While there are still only a few psychology programs in Australia offering studies in environmental psychology, the good news is that there are now many Australian psychologists working whose honours or postgraduate research focus was in an environmental psychology area, and who continue to conduct research or work in the field. 

Conservation psychology

Conservation psychology is the name of an area of applied psychology which has been more directly involved with conservation initiatives, targeted behaviour change to protect the natural environment, and people-animal-environment interactions. 

Universities where psychology students are studying environment related topics

University of New England   
UNE has an environmental psychology course, currently taught by Professor Don Hine.

University of Queensland    
UQ has an applied social psychology course in third and fourth year that covers environmental issues; they provide supervision for psychology Honours students to do environmental psychology Honours theses; supervision for Masters and PhD students in the area of environmental psychology.

University of Melbourne
Melbourne University has several psychology students doing Honours theses on environmental topics, supervised by Professor Yoshi Kashima.

The University of Melbourne School of Land and Environment
This school has an environmental psychology section. 

Griffith University
There is no course taught, but several PhD students are working on environmental psychology/climate change projects.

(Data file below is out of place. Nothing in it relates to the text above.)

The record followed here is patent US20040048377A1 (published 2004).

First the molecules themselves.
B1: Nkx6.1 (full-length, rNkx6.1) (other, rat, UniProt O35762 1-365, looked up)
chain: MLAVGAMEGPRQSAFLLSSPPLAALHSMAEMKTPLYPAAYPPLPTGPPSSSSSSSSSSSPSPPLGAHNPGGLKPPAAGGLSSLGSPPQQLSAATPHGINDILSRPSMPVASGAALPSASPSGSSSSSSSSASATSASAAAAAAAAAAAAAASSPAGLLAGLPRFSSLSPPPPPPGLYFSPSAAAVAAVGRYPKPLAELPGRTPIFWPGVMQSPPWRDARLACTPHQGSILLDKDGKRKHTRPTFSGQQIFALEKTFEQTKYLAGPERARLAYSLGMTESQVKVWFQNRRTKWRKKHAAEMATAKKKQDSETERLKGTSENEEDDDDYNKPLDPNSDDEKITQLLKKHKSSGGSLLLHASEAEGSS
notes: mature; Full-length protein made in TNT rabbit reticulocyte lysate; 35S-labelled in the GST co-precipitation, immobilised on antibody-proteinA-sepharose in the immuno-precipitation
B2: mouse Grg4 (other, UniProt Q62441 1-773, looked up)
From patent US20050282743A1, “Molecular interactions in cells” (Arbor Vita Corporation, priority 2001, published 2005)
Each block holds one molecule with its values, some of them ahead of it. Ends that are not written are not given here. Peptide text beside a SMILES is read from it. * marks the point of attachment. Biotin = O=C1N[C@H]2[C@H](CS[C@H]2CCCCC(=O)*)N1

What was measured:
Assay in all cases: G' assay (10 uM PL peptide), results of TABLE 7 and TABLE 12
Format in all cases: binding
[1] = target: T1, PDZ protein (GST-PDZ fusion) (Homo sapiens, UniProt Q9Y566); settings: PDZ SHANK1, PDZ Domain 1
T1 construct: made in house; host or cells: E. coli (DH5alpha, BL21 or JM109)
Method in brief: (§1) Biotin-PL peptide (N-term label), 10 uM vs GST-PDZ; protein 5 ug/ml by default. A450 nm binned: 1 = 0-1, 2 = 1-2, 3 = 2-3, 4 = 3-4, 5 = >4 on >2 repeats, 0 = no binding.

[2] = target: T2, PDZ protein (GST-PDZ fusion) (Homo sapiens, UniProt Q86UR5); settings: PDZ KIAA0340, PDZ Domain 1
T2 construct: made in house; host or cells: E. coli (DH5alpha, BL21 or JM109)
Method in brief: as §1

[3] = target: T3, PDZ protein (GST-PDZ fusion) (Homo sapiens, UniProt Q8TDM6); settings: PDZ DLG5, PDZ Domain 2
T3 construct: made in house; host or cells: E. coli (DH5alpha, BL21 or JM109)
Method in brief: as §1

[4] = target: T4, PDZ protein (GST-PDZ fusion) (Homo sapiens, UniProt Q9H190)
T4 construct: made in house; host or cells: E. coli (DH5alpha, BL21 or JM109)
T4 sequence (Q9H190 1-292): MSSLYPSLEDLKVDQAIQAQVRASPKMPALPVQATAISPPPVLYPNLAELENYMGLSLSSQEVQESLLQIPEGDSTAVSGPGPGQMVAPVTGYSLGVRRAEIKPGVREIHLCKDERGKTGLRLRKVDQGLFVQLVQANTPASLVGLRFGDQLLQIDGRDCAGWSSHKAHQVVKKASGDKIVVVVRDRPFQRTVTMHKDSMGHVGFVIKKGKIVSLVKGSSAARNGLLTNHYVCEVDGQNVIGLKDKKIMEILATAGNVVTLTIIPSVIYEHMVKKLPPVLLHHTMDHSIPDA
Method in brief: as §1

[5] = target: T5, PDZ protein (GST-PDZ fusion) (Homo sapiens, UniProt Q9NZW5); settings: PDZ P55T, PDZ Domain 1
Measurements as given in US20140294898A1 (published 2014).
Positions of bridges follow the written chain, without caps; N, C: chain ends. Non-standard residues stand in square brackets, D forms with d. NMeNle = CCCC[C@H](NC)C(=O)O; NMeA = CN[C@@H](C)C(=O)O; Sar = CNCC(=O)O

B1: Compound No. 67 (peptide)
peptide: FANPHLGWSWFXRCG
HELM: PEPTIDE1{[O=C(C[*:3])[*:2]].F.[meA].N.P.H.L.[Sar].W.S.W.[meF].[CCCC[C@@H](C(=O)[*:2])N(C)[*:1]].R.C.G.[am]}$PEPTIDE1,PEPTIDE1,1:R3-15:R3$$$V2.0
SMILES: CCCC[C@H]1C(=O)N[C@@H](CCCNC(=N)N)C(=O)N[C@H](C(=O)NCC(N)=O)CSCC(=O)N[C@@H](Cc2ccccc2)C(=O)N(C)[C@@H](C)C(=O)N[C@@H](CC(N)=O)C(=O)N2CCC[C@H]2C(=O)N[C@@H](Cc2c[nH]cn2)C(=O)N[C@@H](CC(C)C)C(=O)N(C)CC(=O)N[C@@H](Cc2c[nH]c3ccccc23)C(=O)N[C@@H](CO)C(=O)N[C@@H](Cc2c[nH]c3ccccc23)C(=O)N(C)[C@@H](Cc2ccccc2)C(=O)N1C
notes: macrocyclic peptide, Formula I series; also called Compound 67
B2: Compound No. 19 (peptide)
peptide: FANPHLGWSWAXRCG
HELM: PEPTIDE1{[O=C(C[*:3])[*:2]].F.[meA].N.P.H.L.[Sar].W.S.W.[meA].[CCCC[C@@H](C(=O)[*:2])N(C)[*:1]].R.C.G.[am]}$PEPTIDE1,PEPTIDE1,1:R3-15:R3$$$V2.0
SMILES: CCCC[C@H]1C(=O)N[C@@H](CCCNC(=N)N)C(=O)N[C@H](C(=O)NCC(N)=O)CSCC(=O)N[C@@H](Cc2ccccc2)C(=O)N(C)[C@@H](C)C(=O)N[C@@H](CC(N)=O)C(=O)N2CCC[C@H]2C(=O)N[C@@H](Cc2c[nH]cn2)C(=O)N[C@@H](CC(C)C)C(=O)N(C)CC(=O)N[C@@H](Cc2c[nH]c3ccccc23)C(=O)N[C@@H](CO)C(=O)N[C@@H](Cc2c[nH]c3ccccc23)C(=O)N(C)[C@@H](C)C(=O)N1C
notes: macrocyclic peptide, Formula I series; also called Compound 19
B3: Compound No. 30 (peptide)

Southern Cross University
Psychology students are able to study environment related topics.

History of studying psychology and the environment

There was a time in the past when environmental psychology was taught across six to eight Schools of Psychology depending on the year (e.g.,University of Adelaide, UQ, ANU, Edith Cowan, JCU).  Many students went on to do postgraduate work in environmental psychology in Architecture and Planning Departments in Australia where there were environmental psychologists on staff, such as University of Sydney and QUT or went overseas to the United Kingdom (Surrey), the United States, or Canada where institutions had postgraduate coursework and thesis programs or streams in environmental psychology.

Psychologists' Stories

Learn more about what Australian psychologists working on environmental issues are doing.

To illustrate some of the many fields a psychologist interested in environmental issues can work in, the Australian Psychological Society has brought together some of its members to share their experiences.

The psychologists featured in these pages come from a variety of settings across Australia.

We hope that reading through this collection of environment-related occupations for psychologists will help you to reflect on your own career, values and priorities.

Re-visit this page soon to read more stories.